- The Washington Times - Monday, March 13, 2000

Microsoft Corp. will soon roll out a new software-protection scheme aimed at foiling software pirates. It might also catch some unsuspecting users by surprise.

As reported in the on-line newsletter "Woody's Office Watch," (www.woodyswatch.com/office/) edited by software guru Woody Leonhard, the scheme is called the "Office Registration Wizard." It will track the number of times you install Microsoft Office 2000 on a personal computer. After two installs, a user would have to call Microsoft for a code to let the software run past 50 allowed starts.

Microsoft, for its part, says the move is solely designed to stop the mass pirating of Microsoft Office (www.microsoft.com/office/), which is one of the firm's economic mainstays. The newest version, formally released last summer, is one of two mainstays of the firm's profits, according to journalist James Fallows, who spent six months as a consultant to the firm, and who detailed his experiences in the February 2000 issue of the Atlantic (www.theatlantic.com/issues/ 2000/02/002fallows.htm). The other big moneymaker for Microsoft is, of course, operating systems, of which Windows 2000, released Feb. 17, is the newest.

Right now, the Office Registration Wizard is only being implemented in copies of Office 2000 that are sold to the academic market i.e., to students and educators at very low prices. However, according to Jon Magill, Microsoft's director of business licensing, the ORW, as it's called, will ship on the "service release" of Office 2000 due in a few months. That service release will likely include some bug fixes and minor improvements, if past similar releases are any indication.

Mr. Magill cites recent reports of a U.S. trade deficit with the People's Republic of China that amounts to $8 billion; if software piracy were eliminated, he said, that number would drop by $1.2 billion.

The hang-up may come Mr. Magill concedes when a user needs or wants to install the software more than two times, on two different computers. Here's why: the current Office 2000 software license allows a user who buys a single retail copy of the product to install the program on their main personal computer and on a portable or home system for "occasional" use. (Such use is undefined, so far as I could determine, and in practice, one could install a single copy of the software on any number of systems.)

The new "Office Registration Wizard" will still allow those two installs and repeat installations on those "original" machines but will balk at any other installs, unless and until a user calls Microsoft and gets permission from a telephone-support person. Such people will be available on a 24/7 basis, Mr. Magill says, adding that decisions are made on a case-by-case basis.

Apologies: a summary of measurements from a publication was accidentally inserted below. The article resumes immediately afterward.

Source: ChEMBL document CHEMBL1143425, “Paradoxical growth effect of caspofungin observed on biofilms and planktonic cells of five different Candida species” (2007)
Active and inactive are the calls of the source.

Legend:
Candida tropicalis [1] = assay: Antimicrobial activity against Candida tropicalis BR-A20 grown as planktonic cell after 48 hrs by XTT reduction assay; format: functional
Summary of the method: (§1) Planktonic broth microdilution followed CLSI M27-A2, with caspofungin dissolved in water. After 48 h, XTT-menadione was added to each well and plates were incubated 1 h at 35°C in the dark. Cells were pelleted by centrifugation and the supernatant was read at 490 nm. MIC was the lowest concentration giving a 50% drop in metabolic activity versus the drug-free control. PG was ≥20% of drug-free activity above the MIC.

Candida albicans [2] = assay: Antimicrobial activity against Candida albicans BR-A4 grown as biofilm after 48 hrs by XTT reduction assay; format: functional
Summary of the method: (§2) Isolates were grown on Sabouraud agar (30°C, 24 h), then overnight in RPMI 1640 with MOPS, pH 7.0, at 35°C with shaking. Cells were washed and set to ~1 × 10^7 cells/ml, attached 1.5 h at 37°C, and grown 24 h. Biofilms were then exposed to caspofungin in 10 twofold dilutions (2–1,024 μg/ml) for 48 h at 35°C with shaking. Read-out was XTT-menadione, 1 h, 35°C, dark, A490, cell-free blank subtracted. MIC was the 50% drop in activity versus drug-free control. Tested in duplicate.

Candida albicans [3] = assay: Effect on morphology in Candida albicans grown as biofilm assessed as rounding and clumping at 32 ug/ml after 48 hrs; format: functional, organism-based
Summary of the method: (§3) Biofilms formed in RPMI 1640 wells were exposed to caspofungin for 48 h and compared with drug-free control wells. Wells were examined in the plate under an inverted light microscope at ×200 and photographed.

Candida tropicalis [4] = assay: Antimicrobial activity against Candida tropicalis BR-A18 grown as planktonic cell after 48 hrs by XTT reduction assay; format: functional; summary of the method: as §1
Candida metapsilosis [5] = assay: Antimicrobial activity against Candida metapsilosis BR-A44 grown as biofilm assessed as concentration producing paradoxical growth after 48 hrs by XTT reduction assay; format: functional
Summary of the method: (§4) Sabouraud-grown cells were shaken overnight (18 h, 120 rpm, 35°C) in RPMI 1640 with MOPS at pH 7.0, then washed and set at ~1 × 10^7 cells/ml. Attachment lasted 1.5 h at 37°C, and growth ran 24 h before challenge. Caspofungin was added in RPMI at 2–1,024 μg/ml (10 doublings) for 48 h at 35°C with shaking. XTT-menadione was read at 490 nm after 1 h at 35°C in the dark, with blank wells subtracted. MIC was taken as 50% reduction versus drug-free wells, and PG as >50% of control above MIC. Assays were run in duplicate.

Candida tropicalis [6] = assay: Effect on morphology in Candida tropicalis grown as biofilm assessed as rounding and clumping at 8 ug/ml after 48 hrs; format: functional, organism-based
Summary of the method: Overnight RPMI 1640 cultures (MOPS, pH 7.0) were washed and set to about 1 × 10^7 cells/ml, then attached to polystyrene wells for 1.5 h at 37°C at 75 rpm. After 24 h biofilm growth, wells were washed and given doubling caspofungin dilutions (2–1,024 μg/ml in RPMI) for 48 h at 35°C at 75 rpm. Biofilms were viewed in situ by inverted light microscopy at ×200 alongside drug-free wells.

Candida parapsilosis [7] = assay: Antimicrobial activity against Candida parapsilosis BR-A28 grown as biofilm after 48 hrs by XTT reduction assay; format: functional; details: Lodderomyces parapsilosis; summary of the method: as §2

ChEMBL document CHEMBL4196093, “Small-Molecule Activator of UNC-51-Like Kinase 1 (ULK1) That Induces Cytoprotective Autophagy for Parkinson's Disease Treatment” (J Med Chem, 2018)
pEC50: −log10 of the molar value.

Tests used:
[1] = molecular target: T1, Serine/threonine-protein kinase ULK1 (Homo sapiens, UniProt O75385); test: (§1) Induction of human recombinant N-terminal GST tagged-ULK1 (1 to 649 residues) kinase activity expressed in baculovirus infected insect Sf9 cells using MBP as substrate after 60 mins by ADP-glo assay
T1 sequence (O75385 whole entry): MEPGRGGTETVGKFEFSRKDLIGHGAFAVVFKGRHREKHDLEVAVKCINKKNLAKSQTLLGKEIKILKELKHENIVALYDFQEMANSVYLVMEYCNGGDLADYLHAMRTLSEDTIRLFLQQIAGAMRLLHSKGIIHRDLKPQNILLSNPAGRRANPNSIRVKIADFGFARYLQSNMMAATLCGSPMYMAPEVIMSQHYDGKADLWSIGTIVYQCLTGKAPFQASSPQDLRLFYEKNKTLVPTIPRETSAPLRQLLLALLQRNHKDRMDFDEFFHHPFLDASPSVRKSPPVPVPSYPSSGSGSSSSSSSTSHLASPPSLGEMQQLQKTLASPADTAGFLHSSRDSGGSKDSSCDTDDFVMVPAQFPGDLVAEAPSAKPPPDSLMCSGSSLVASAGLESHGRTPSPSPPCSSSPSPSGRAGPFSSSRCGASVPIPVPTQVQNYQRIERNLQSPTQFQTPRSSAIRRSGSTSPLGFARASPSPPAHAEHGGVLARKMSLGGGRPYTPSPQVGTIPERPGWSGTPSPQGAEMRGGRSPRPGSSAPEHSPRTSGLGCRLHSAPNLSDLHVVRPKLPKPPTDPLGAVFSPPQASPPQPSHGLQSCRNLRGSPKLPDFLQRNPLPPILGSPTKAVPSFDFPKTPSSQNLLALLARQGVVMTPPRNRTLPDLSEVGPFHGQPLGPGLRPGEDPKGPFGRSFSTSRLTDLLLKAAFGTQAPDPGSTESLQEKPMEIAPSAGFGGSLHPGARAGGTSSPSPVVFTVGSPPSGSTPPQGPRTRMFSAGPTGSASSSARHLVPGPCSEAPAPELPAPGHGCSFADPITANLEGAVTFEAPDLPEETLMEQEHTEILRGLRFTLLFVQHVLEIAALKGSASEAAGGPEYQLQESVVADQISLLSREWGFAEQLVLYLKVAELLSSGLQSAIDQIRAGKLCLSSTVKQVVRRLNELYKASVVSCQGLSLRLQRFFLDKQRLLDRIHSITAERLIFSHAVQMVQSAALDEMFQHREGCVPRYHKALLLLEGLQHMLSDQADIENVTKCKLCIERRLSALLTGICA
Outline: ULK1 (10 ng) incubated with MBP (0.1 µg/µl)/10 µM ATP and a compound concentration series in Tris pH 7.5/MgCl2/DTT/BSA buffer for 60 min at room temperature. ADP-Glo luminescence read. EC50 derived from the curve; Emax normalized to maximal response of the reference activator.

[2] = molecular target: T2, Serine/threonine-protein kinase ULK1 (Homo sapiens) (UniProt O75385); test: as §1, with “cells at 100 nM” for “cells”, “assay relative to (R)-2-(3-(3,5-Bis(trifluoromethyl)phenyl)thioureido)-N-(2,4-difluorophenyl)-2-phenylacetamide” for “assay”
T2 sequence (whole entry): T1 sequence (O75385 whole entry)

That means that if you're stuck in a hotel at 3 a.m. trying to get ready for a business meeting, or if you're a company tech support person in a pinch, you may burn up some phone time and patience asking Microsoft to let you install a program on another machine. That new machine could be an upgrade; an emergency replacement (in case of loss or damage, for example) or it could have arrived under any number of circumstances.

Mr. Magill says callers can speak to a supervisor and appeal, and that Microsoft will "err on the side of the customer" in tough-call situations. But this move introduces another software installation block at a time when many in the world are embracing open-source-code software (free to acquire and modify), free office suites such as StarOffice from Sun Microsystems (www.sun.com) or Web-server-based applications, such as ThinkFree's "clone" of Microsoft's Word, Excel and PowerPoint tools www.thinkfree.com). The Microsoft move is somewhat ironic, to say the least.

At the same time, I appreciate the difficulty in which Microsoft finds itself: No one who creates things for a living clothing designs, house plans, or even newspaper columns wants to see their creative efforts ripped off without compensation. The same should obviously apply to software applications: it takes a lot of work to build them and improve them. However, it will remain to be seen whether the new Microsoft Office Registration Wizard which Mr. Magill says will be expanded to other Microsoft products, including operating systems, in the future will be a solution that frustrates end users.

It's also vital to note here that these tools do not apply to "enterprise" or "site-license" versions of Microsoft products, which Mr. Magill says operate under different business models.

For the small-business users among us, however, it may be our pocketbooks that decide the fate of this new Microsoft tactic. In response to a query, Corel Corp. said it won't ape Microsoft's plan, meaning it should be easier to install Corel Word Perfect Office 2000 (www.corel.com) and that fact alone could turn out to be a sales advantage.

Write to Mark Kellner in care of The Washington Times, Business Desk, 3600 New York Ave. NE, Washington, D.C. 20002, send e-mail to MarkKel@aol.com, or visit the writer's Web page (www.markkellner.com).

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